If John continues to meet the rules above in 2019–2023 he can continue to claim Capital Allowances although the asset has been written off in the profit and loss account.
Expenses which have an element of private and business
John will need to review each expense and come up with a way to allocate a proportion of his costs where there is a mix of private and business.
* Rent of shared space for the year costs was €3,000 as this cost is wholly and exclusively for the business the full €3,000 can be used.
* Electricity bills for his home were €1,500 for the year.
However, this cost has both private and business use, for John to allocate the correct amount in his accounts he could consider the following method of allocation:
The square footage of the home office compared to the rest of the house.
* John has calculated that his home office is 20% of the total square footage of the house. So he will use €300 as his annual cost of electricity in the accounts for the year.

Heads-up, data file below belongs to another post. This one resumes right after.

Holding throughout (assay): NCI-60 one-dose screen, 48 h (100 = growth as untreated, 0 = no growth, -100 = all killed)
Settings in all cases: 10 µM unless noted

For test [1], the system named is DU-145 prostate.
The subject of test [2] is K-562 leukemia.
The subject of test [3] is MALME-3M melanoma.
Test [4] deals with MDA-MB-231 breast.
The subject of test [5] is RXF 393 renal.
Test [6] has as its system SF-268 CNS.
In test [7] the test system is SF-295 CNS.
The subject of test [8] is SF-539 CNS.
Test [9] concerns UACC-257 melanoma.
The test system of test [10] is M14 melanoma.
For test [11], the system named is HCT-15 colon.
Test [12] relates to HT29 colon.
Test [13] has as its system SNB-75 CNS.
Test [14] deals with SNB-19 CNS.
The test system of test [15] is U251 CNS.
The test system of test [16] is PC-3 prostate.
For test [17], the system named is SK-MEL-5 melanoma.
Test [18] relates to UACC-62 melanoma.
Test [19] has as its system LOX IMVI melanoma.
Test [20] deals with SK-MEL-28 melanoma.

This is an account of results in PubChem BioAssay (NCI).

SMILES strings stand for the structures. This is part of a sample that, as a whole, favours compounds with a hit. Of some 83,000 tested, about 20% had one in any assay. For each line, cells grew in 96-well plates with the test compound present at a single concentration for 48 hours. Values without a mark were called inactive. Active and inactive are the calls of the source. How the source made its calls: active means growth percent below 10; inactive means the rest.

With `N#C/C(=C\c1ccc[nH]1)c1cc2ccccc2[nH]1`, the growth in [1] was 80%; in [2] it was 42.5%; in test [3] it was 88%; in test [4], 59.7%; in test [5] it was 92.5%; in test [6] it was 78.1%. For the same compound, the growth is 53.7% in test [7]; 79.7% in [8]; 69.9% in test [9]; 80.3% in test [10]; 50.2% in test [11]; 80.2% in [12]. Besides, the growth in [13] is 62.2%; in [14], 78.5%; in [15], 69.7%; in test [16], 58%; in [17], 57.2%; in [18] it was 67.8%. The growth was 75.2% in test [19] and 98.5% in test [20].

* John chooses to use the same allocation percentage for his heat, and broadband.
* John paid €800 on lunches for the year with clients. This cannot be claimed as a cost.
* John also bought some graphic design software which his daughter uses on his laptop. This cannot be claimed as a cost.
* John has come up with an appropriate allocation of 36% for his motor expenses.
Based on the number of working days in the week (five out of seven or 71% of the week working). Of this 71%, only 50% of his motor expenses are spent travelling to clients, and the other 50% is for private use. John will use the same allocation for his diesel as he does for his motor tax and motor insurance at 36%.
Example of John’s Profit and Loss Account